This is the normal way of thinking for most of us, most of the time. Tensions occur, though, when an effort is made to consider one’s own interests and desires. Am I being selfish? How much should I take other people’s interests and concerns into account? Is it possible to thing self-interestedly and still be thinking of (or for) others?

There is much literature and many theories about self-help and satisfaction: Philosophical and quasi-philosophical texts, self-improvement books and study programmes, life-coaching and psychoanalysis/psychotherapy are the most common examples, outside the informal realm of introspection. Sadly, many of these are founded on very basic misunderstandings about people and the world and, whilst they may appear attractive at certain times, to certain people, often avoid the deep nature of reflection and the deep causes of dissatisfaction, or need.

There are times, however, when some of these approaches can be of help in our search for happiness or goodness. Most often, this is in the relatively short-term. As such, a self-help book, for example, might answer our immediately felt unhappiness with practical action to encourage a re-structuring of our thought processes or our lives. This is, possibly, good as far as it goes, but unless the introspection goes to the roots – the fundamental analysis of one’s state of being-in-the-world – then, ultimately it can be futile.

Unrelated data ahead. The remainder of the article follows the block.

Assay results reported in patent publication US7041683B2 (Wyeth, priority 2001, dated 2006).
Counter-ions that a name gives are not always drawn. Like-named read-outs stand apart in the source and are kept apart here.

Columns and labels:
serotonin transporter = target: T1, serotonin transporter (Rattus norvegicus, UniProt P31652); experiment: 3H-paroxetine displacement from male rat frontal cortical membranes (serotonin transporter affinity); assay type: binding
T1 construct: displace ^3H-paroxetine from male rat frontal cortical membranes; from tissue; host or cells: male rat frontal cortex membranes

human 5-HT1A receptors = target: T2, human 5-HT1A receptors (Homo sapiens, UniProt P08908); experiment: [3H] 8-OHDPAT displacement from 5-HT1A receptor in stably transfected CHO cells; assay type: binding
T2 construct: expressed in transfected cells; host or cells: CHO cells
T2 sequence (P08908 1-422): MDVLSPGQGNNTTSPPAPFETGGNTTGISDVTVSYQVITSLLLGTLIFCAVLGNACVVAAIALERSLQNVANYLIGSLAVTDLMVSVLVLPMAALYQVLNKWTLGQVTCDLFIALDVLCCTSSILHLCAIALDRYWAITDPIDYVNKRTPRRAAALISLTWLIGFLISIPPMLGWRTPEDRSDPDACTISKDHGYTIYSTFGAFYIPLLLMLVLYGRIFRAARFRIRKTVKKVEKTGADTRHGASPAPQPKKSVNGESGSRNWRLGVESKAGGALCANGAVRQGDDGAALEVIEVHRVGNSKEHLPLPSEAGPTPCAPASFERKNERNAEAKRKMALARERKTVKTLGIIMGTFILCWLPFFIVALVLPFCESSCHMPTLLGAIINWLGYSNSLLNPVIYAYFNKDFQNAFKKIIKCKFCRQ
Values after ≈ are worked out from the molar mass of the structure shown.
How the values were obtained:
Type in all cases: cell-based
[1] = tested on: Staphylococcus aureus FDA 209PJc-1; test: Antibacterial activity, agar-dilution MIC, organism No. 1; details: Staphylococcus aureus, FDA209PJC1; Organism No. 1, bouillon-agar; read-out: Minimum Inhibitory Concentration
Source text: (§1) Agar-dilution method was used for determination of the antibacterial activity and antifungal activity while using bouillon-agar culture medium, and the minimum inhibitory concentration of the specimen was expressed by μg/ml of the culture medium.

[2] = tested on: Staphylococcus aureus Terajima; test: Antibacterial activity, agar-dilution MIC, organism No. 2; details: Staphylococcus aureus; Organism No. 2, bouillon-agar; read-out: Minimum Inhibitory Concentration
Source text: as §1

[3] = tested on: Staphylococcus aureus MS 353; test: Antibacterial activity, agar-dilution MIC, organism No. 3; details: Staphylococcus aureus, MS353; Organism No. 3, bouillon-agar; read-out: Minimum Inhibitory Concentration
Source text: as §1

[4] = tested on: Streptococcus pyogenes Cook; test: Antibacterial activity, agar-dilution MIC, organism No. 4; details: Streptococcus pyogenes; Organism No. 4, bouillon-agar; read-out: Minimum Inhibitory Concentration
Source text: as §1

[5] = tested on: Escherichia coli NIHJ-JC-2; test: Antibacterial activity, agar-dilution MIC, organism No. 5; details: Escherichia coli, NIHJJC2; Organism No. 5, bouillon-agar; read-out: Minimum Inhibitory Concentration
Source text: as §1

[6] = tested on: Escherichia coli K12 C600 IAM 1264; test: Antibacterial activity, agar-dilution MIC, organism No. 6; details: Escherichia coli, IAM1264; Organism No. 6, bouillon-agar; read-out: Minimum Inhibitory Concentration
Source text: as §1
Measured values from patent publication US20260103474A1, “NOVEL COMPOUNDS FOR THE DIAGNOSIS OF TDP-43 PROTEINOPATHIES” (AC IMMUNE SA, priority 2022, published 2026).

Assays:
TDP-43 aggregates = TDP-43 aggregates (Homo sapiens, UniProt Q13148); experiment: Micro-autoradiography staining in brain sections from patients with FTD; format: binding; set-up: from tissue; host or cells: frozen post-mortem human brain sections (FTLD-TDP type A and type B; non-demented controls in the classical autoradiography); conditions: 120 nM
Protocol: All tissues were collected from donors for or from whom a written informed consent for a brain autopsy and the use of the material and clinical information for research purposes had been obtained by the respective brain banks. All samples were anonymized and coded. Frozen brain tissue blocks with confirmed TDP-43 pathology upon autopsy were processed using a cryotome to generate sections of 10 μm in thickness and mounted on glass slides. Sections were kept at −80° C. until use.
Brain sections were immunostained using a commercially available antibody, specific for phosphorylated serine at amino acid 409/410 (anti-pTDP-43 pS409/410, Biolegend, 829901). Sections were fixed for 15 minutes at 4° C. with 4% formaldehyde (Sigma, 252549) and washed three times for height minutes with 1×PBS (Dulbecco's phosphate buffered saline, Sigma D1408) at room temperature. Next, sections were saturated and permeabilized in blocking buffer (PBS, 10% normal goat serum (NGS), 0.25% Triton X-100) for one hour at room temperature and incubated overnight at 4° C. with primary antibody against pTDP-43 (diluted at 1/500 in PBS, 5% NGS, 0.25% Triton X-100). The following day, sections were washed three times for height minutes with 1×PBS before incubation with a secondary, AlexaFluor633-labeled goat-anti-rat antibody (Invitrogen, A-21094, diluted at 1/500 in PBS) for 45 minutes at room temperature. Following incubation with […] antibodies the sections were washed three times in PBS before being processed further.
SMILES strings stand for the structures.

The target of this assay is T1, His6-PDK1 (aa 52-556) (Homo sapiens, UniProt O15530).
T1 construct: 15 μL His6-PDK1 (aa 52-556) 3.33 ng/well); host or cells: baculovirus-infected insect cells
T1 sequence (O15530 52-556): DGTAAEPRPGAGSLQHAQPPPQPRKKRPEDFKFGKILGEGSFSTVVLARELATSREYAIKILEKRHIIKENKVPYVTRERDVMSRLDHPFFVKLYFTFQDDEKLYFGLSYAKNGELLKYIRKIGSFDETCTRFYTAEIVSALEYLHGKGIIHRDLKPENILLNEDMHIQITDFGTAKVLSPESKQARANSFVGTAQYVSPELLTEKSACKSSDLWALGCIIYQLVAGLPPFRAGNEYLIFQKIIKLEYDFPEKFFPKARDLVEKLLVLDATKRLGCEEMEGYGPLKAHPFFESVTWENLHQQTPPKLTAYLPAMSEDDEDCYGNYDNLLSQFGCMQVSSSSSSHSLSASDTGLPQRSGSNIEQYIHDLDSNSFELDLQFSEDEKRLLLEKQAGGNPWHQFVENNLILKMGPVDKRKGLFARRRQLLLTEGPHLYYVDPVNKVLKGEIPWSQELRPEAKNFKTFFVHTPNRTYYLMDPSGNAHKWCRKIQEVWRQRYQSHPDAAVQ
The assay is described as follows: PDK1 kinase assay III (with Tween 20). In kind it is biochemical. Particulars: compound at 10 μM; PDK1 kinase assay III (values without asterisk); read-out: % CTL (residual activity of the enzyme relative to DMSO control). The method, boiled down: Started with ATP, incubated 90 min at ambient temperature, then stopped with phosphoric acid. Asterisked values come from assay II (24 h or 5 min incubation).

It is important to distinguish between the dissatisfaction which stems from an awareness of an immediate ‘wrongness’ in our everyday lives, and the dissatisfaction which originates in an awareness that one has no sense of meaning, of purpose, or of direction as a human being.

An important idea of this blog is to face this deeper uncertainty, this existential hollowness, and find, for you, an understanding of what you are and what your life in the world can be.

As always, be loved.

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